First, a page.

# Linear algebra linearly independent

## Homework Statement

Determine whether the following vectors are linearly independent in P3 "not sure what P3 stands for maybe polynomial of third degree?"

1,x2,x2-2

let p1(x)=1
p2(X)=x2
p3=x2-2

c1p1(x)+c2p2(x)+c3p3(x)=z

where z=0x2+0x+0

I then create a matrix using the above relation where I get

(c2+c3)x2+c1-2c3

The matrix i'm thinking if solving looks like this [0 1 1;0 0 0; 1 0 -2] I know the zero must be at the bottom so I switch things up and get [1 0 -2; 0 1 1;0 0 0]

When I actually solve it I get c2=-c3
which is a nontrivial solution, so I state that it is linearly dependent.

Is my work correct, and or is there a faster way to come up with the conclusion that it is linearly dependent?

Thanks

## The Attempt at a Solution

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Mark44
Mentor

## Homework Statement

Determine whether the following vectors are linearly independent in P3 "not sure what P3 stands for maybe polynomial of third degree?"
It's probably "polynomials of degree less than 3."

The notation isn't consistent from textbook to textbook, in my experience.
1,x2,x2-2

let p1(x)=1
p2(X)=x2
p3=x2-2

c1p1(x)+c2p2(x)+c3p3(x)=z

where z=0x2+0x+0

I then create a matrix using the above relation where I get

(c2+c3)x2+c1-2c3

The matrix i'm thinking if solving looks like this [0 1 1;0 0 0; 1 0 -2] I know the zero must be at the bottom so I switch things up and get [1 0 -2; 0 1 1;0 0 0]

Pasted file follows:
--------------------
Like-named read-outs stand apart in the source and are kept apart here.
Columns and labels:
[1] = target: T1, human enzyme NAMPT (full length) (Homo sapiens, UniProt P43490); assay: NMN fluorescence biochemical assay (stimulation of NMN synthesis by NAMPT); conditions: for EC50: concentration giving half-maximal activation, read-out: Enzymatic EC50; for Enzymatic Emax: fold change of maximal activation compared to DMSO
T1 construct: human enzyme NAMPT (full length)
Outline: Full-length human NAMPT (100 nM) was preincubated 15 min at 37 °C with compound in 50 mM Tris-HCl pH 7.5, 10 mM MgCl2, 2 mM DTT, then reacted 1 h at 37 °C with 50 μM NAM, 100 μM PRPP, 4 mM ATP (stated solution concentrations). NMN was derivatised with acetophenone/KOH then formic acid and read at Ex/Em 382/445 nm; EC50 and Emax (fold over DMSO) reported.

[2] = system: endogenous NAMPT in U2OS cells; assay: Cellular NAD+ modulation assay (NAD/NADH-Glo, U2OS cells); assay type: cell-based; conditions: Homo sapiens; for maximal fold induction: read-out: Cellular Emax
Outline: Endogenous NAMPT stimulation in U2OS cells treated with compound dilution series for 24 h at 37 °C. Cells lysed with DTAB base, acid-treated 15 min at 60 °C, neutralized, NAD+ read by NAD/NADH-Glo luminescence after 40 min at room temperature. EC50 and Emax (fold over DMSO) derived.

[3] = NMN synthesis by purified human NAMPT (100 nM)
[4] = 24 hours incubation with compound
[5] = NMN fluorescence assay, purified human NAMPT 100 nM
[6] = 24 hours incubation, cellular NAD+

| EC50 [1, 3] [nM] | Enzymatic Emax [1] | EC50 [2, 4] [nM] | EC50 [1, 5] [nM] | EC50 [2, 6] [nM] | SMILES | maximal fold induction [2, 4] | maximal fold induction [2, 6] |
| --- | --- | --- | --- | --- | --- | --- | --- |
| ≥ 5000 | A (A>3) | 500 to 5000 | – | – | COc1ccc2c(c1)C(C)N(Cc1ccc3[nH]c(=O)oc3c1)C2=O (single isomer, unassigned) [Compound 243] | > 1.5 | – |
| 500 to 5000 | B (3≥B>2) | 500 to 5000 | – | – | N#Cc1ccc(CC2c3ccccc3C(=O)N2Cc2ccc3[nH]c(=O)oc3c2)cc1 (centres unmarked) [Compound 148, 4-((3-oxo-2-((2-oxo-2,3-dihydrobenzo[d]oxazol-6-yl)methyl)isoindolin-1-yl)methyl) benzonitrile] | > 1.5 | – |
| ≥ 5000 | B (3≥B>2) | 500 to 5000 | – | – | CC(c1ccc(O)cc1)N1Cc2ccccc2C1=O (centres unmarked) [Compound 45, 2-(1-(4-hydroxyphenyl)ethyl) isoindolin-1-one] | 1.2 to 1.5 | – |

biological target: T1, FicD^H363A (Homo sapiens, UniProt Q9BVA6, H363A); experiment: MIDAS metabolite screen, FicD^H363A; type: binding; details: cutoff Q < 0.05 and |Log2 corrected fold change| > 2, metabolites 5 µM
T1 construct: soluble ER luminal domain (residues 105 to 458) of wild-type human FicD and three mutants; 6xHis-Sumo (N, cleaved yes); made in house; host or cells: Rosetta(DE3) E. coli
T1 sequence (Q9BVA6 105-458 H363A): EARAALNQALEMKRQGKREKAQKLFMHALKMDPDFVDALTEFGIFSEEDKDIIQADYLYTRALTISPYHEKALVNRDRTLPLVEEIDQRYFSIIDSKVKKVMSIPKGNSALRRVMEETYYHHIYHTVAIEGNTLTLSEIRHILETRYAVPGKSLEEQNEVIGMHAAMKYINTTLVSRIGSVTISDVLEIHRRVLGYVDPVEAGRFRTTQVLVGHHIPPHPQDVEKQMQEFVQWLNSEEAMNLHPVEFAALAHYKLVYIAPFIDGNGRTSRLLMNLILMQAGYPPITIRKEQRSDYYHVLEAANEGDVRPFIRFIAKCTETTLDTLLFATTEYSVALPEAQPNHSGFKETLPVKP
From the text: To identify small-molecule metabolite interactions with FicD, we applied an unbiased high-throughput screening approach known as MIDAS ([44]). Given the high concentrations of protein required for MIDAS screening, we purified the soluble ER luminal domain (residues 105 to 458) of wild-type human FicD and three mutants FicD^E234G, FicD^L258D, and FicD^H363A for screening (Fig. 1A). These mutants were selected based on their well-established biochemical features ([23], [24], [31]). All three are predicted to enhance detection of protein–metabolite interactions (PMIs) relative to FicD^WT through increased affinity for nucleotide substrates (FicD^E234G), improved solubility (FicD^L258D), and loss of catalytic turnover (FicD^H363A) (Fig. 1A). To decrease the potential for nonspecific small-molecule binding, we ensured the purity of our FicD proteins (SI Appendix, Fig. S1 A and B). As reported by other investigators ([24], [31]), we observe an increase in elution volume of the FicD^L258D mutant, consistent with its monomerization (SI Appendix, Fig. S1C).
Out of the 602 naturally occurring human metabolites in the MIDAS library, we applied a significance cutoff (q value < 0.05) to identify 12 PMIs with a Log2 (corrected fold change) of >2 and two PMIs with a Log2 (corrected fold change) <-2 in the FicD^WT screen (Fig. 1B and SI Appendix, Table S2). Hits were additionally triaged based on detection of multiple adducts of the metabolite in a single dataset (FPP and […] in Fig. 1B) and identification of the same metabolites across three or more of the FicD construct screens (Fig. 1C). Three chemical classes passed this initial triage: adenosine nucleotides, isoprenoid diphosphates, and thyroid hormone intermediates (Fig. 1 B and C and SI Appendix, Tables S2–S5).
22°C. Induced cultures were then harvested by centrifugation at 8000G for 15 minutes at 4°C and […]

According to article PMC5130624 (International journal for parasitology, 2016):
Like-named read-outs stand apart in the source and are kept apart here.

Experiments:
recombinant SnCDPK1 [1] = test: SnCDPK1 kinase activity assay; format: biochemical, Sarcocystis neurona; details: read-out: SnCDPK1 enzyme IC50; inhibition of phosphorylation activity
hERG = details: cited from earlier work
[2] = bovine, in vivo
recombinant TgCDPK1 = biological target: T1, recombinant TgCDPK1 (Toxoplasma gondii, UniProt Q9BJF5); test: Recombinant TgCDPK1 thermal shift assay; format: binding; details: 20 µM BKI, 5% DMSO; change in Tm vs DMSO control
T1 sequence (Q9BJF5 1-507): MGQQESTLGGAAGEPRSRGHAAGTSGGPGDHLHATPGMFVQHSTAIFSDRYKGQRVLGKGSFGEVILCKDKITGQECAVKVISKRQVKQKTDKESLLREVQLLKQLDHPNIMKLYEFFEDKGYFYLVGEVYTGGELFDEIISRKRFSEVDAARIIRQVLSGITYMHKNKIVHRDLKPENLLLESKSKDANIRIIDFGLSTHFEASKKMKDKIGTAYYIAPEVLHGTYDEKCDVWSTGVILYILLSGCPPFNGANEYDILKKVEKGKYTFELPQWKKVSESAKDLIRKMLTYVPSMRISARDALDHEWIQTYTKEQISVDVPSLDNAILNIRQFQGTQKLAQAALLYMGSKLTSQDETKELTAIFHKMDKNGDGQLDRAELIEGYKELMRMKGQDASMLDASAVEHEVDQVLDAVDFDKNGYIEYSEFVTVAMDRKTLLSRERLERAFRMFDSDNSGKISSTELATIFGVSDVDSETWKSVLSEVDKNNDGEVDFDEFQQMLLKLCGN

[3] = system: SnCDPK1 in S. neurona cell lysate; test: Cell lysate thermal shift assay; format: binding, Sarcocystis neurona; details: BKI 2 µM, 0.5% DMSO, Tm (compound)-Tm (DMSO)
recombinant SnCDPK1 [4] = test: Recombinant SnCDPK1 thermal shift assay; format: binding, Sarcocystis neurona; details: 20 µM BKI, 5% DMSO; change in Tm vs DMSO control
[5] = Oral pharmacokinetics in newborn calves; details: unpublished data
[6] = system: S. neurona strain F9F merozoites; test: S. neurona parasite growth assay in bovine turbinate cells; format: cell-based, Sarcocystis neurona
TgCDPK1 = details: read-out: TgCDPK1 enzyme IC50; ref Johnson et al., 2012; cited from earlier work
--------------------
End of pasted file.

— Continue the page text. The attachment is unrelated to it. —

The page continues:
When I actually solve it I get c2=-c3
which is a nontrivial solution, so I state that it is linearly dependent.

Is my work correct, and or is there a faster way to come up with the conclusion that it is linearly dependent?

Thanks
This one is simple enough that you can tell that the set of functions is linearly dependent merely by observation. p3(x) is pretty obviously a linear combination of the other two functions.

jbunniii
Homework Helper
Gold Member

## Homework Statement

Determine whether the following vectors are linearly independent in P3 "not sure what P3 stands for maybe polynomial of third degree?"
Most likely the set of all polynomials of degree 3 or less. The polynomials of degree 3 don't form a vector space. Nonetheless, shouldn't you find out for sure before attempting the problem?

It's probably "polynomials of degree less than 3."

The notation isn't consistent from textbook to textbook, in my experience.

This one is simple enough that you can tell that the set of functions is linearly dependent merely by observation. p3(x) is pretty obviously a linear combination of the other two functions.
How so mark?

Would it simply be because the first two could be represented as x2-2(1) which would give you px3?

Most likely the set of all polynomials of degree 3 or less. The polynomials of degree 3 don't form a vector space. Nonetheless, shouldn't you find out for sure before attempting the problem?
True.

Mark44
Mentor
How so mark?

Would it simply be because the first two could be represented as x2-2(1) which would give you px3?
I understand what you're trying to say, but you aren't saying it very well. It is because p3(x) = (1) * p2(x) + (-2) * p1(x). This shows that p3 is a linear combination of p1 and p2.

I understand what you're trying to say, but you aren't saying it very well. It is because p3(x) = (1) * p2(x) + (-2) * p1(x). This shows that p3 is a linear combination of p1 and p2.
Oh! So just like in differential equations then? the same logic is being used in this problem?

Mark44
Mentor
Oh! So just like in differential equations then? the same logic is being used in this problem?
Yes. And the term "linear combination" means the same thing in both areas.